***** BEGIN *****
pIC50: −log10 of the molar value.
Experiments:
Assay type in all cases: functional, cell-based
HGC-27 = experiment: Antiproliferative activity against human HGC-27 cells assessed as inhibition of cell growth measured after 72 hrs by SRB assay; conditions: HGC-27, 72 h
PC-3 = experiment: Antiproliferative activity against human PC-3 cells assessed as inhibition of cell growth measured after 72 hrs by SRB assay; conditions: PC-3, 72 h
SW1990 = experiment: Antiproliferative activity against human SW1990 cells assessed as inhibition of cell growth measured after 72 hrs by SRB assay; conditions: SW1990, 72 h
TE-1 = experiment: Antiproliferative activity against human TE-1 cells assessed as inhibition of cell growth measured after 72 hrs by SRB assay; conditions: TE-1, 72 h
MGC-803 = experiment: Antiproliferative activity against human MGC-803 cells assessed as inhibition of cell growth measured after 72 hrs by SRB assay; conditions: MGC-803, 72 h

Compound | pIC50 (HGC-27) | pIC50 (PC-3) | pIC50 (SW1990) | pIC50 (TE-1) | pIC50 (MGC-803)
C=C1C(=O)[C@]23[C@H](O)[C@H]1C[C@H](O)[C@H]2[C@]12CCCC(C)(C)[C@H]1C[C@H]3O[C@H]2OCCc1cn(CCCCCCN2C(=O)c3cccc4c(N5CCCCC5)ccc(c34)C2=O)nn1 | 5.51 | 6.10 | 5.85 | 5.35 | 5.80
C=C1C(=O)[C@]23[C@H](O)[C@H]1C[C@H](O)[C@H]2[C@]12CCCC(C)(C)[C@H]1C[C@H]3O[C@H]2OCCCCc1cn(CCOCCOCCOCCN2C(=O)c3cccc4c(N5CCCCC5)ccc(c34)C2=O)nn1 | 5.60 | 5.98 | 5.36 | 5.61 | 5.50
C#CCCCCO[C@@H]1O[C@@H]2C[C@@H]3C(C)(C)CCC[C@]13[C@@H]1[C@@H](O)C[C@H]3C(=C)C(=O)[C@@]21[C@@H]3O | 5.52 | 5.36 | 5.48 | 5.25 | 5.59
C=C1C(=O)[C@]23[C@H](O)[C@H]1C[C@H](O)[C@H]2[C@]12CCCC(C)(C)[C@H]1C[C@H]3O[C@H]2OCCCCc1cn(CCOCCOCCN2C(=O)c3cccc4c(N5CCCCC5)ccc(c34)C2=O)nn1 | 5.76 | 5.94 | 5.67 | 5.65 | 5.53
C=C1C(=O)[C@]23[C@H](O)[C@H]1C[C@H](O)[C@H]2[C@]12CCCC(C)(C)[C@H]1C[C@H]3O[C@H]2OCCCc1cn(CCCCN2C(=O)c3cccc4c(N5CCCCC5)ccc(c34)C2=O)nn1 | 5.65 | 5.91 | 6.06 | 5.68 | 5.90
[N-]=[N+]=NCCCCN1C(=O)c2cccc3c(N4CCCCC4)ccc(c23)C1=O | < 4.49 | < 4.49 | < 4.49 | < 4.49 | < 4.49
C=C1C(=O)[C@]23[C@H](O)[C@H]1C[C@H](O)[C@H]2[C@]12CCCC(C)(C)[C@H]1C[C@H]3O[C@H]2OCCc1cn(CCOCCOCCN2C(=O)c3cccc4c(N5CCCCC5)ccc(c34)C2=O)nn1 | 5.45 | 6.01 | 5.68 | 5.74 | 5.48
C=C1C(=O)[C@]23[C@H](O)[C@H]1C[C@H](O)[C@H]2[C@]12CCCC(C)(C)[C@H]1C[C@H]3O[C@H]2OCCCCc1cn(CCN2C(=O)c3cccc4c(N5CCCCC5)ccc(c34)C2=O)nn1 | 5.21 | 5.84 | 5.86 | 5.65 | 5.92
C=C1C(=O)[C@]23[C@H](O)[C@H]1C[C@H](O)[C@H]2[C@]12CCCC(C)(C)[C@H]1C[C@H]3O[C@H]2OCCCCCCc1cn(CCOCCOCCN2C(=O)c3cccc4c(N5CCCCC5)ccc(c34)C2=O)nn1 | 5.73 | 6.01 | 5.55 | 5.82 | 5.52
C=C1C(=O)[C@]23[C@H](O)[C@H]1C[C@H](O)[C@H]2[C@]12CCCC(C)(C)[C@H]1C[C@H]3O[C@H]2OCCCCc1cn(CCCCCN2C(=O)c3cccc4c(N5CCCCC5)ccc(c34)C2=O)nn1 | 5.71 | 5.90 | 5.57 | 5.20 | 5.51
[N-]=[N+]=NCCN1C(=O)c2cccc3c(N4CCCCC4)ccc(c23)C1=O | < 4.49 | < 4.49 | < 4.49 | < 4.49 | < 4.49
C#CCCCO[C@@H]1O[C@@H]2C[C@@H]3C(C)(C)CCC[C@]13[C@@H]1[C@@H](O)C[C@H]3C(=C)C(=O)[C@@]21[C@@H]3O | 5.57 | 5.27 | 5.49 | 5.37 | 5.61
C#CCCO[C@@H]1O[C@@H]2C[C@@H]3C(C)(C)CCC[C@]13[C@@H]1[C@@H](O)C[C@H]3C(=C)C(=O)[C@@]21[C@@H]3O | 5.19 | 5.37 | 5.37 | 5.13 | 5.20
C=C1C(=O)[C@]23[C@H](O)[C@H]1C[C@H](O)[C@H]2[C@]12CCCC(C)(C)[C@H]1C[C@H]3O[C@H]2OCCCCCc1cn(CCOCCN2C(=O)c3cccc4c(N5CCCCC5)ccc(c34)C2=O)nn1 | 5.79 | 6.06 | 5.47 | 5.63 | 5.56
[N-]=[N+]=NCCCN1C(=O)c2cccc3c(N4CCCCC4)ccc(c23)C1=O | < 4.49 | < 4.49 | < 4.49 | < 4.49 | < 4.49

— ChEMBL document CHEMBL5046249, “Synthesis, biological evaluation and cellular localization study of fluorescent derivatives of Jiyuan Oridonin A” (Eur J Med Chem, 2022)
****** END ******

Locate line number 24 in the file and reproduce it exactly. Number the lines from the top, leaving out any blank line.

[N-]=[N+]=NCCCN1C(=O)c2cccc3c(N4CCCCC4)ccc(c23)C1=O | < 4.49 | < 4.49 | < 4.49 | < 4.49 | < 4.49